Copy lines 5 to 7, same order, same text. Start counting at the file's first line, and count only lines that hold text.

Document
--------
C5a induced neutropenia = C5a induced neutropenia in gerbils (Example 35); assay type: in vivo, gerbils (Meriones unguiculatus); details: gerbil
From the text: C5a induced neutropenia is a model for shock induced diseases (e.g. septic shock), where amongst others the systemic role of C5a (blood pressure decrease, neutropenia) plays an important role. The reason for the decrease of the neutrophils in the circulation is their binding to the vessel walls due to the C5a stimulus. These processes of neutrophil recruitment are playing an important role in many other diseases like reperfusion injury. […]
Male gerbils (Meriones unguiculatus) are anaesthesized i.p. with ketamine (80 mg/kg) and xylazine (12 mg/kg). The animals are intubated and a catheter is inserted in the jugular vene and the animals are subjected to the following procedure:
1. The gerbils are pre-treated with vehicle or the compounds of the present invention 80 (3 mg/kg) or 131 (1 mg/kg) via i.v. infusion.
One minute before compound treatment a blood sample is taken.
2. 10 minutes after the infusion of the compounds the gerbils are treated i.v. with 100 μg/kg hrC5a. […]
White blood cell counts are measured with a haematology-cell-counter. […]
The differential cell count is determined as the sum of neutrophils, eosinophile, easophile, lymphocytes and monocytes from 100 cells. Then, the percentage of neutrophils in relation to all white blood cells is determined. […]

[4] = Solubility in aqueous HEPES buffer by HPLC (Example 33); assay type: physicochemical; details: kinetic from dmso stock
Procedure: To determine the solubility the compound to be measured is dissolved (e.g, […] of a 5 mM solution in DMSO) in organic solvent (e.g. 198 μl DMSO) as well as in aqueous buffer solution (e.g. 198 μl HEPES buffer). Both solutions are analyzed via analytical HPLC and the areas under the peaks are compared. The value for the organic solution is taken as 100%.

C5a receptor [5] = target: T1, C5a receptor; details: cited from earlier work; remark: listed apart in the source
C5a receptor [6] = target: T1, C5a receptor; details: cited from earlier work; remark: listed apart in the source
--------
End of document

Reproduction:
One minute before compound treatment a blood sample is taken.
2. 10 minutes after the infusion of the compounds the gerbils are treated i.v. with 100 μg/kg hrC5a. […]
White blood cell counts are measured with a haematology-cell-counter. […]